By Lauren Mahakian Contributing writer. Originally published in Palos Verdes Penisnsula News on 7/22/2021
I’m sure most of us remember in our younger years how we would go to bed far too late and wake the next morning way too early. “I’ll make up for that by getting to bed early tonight,” we would tell ourselves.
I wonder how much sleep we now owe ourselves.
The quality of our sleep naturally declines as we age. We’ll have a restful sleep one night followed by a few nights that are much less so. We rarely make up for lost sleep, as we would tell ourselves years ago.
Our lives don’t wait for us to rest either, so we savor caffeinated beverages and tough it out. Except for the occasional nap, we basically learn to live with less sleep. Later, we realize we now have a hard time going to sleep or staying asleep.
In well over a decade of working with dementia patients, I know sleep issues are common and it’s one of the reasons families seek my help. I’ve seen countless cases of sleeping during the day and then being awake or restless all night. Those who do sleep might wake more often and stay awake longer during the night.
Many people with dementia become disoriented in the dark when they need to use the toilet. Disorientation can also lead to confusion, with some waking before morning and thinking it’s already daytime or time to go to work (even though they stopped working many years ago). Others no longer notice the difference between night and day.
Sometimes a person with dementia completely reverses their normal sleep pattern, staying up all night and then sleeping all day.
Sundowning is a common issue that’s related to sleep issues. It produces anxiety, agitation, and even aggressive behavior. Sundowning usually occurs late in the day or evening when the body’s clock says it’s time to rest. A person needs rest but can’t get it because of the uncontrolled emotional responses to the condition.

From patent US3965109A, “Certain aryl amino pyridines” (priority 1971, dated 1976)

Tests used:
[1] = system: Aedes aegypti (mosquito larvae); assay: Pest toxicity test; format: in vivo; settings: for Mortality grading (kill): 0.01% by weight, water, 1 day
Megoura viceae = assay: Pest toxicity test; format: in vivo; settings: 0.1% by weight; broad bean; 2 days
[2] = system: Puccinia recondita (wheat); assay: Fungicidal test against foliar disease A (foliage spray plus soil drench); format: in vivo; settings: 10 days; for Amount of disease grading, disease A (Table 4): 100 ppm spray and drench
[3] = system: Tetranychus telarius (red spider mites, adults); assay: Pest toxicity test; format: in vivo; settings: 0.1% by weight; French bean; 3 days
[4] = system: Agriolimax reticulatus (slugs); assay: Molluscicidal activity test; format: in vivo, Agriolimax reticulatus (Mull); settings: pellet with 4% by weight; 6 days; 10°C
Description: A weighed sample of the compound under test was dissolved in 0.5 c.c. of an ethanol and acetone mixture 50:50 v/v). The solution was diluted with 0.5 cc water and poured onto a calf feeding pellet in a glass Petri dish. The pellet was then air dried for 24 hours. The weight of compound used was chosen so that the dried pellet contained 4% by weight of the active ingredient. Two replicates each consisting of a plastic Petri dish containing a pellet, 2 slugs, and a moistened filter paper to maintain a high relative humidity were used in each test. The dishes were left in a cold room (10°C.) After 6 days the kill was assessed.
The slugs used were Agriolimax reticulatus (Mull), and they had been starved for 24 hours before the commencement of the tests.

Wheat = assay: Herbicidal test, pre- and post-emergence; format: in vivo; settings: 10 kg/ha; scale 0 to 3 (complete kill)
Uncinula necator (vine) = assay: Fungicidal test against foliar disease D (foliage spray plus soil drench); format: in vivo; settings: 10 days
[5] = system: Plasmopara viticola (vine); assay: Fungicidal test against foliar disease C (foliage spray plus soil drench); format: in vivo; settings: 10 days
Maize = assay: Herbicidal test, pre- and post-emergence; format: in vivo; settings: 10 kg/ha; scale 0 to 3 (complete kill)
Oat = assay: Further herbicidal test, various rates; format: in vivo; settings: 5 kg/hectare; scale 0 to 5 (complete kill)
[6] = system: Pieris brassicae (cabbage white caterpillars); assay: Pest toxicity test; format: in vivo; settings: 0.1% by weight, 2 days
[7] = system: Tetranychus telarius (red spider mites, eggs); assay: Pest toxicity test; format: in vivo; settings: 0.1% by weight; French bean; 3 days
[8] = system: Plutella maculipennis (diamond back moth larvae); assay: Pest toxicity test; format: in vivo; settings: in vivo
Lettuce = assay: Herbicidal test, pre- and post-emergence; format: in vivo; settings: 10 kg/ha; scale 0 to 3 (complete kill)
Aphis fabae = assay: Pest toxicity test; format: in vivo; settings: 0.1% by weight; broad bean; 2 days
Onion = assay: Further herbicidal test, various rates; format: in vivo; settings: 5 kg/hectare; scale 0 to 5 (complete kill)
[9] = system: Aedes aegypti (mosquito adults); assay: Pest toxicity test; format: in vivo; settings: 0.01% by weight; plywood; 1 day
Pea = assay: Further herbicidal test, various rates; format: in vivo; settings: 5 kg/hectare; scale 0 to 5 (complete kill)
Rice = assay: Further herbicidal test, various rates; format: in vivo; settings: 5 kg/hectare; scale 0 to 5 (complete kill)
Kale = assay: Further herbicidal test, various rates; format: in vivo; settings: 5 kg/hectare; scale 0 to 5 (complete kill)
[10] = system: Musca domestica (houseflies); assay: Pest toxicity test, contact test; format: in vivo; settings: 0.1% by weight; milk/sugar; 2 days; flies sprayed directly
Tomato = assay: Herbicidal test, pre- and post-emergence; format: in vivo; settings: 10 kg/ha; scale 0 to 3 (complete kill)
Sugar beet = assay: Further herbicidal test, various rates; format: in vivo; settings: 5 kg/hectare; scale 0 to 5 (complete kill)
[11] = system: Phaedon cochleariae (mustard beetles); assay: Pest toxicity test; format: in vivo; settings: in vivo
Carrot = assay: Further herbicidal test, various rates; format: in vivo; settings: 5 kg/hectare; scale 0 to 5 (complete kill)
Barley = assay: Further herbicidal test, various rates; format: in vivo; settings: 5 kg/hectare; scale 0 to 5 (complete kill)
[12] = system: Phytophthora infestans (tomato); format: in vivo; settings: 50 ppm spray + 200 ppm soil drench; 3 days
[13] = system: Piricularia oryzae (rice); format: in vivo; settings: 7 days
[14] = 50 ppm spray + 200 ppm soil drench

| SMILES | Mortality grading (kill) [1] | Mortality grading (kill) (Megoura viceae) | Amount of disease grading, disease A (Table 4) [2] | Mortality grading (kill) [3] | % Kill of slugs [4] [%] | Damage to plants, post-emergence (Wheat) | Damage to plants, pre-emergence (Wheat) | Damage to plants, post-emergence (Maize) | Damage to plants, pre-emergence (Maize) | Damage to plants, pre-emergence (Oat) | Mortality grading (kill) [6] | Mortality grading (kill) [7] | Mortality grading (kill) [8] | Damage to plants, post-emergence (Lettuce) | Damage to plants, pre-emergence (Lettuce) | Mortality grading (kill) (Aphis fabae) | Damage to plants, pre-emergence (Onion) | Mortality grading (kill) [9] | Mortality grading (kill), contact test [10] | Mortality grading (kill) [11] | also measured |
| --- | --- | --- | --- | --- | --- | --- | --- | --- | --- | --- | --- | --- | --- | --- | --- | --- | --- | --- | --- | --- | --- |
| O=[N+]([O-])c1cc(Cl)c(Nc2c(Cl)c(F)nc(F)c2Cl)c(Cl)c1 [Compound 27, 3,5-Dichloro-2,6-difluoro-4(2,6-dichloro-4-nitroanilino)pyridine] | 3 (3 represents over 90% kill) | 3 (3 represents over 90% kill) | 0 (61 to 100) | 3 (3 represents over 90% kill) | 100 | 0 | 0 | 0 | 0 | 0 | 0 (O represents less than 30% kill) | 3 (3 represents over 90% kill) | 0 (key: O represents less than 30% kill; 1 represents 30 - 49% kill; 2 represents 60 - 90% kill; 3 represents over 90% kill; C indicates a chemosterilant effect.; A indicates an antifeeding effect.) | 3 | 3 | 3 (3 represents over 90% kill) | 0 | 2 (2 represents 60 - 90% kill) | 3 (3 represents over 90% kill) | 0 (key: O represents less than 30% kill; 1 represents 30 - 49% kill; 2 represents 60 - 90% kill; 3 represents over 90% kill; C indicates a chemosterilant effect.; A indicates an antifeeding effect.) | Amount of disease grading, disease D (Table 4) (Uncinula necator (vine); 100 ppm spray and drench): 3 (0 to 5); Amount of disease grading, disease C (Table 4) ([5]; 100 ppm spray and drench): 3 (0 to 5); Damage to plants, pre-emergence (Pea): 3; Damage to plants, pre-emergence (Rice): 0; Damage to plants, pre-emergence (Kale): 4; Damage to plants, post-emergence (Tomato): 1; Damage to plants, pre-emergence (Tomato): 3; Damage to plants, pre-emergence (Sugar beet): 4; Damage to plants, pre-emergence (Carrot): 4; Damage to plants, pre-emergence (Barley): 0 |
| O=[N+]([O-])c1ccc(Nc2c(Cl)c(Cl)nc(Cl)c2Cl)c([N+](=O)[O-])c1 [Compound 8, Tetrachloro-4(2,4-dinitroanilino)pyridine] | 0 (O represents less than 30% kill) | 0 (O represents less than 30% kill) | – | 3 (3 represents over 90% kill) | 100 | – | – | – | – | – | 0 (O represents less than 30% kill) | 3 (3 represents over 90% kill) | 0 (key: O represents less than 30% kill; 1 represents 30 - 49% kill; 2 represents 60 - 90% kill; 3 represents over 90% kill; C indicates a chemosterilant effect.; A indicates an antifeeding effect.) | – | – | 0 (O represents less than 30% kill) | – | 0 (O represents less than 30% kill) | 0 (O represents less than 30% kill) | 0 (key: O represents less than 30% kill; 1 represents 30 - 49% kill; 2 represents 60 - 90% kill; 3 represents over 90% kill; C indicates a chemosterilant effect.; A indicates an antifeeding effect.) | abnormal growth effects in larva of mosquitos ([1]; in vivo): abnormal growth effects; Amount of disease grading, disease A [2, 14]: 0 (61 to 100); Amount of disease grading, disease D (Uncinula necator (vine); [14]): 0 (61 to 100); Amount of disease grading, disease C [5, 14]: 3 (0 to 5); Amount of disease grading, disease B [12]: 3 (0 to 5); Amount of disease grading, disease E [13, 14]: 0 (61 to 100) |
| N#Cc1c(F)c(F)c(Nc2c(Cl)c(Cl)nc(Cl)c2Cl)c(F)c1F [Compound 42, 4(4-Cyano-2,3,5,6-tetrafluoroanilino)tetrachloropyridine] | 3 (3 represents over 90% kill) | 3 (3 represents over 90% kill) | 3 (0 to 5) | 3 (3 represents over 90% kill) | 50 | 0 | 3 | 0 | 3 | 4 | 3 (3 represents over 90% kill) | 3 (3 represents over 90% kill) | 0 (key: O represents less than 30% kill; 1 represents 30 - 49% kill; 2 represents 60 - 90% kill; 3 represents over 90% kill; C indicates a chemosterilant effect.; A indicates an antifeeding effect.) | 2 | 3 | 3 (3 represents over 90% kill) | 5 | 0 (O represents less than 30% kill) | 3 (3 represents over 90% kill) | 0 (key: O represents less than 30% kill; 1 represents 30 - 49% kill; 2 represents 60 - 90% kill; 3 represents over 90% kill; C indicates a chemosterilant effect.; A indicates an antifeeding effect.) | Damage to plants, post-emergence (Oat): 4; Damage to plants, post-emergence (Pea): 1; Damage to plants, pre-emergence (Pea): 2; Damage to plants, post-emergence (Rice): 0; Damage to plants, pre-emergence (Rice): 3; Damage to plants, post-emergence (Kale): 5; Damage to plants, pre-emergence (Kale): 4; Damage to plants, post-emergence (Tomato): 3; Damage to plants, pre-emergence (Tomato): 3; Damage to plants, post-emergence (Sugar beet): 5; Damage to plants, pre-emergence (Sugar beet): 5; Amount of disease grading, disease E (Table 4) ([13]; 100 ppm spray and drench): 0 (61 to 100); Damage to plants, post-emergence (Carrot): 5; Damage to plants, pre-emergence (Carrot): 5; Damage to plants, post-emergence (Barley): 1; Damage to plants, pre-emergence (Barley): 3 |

My experiences and observations in the field are certainly not unique. The Mayo Clinic reports that sleep disturbances affect up to 25% of people with mild or moderate dementia but affects 50% of people with severe dementia.
Because dementia affects the brain, and the brain controls most of what we do, it’s not always clear how dementia affects sleep. For some people, it could be the portions of the brain that judge the time of day may be damaged. In others, the brain control functions for staying awake or sleeping might be damaged.
In most cases, we will never know. We don’t even yet know whether dementia leads to poor sleep or if it’s the other way around. Studies are ongoing to discover whether poor sleep contributes to dementia or whether it’s an early symptom.
Of course, caring for a loved one with dementia is stressful. Caregivers and their families can, however, work to reduce this stress and lower anxiety levels by addressing sleep issues for those in their care.
As always, never deal with complicated health issues alone. If you’re concerned about any sleep disorder, consult a physician. Be sure to mention any underlying conditions you may suspect. These include depression, restless legs syndrome and sleep apnea. Some medications can cause insomnia, so raise any concerns related to prescriptions or supplements as well. As caregivers, we are closer to patients than their physicians, who need all the information they can get to help provide the best care.
Managing routines and habits seems to be highly effective. Maintain routines around meals and at waking and sleeping times. Put on soothing music or read, which helps establish a peaceful mood before bedtime. A comfortable temperature can also help with sleep.
During the day, try to avoid caffeine, nicotine and alcohol. Limit daytime sleep and discourage afternoon napping, which only makes matters worse. Encourage physical activity, such as walks. These can all help promote a better night’s sleep.
If your loved one does wake at night, discourage them from watching television. Even though many people fall asleep with the TV on, it does not promote sound sleep.
Most importantly, remember there are professionals who can help. Find a support group in your area. Share your concerns and challenges with others who are on a similar journey.
You might even end up sleeping better at night.
Lauren Mahakian is a certified care manager. Check out her free podcast, Unlocking the Doors of Dementia™ with Lauren and Free Support Groups on Zoom.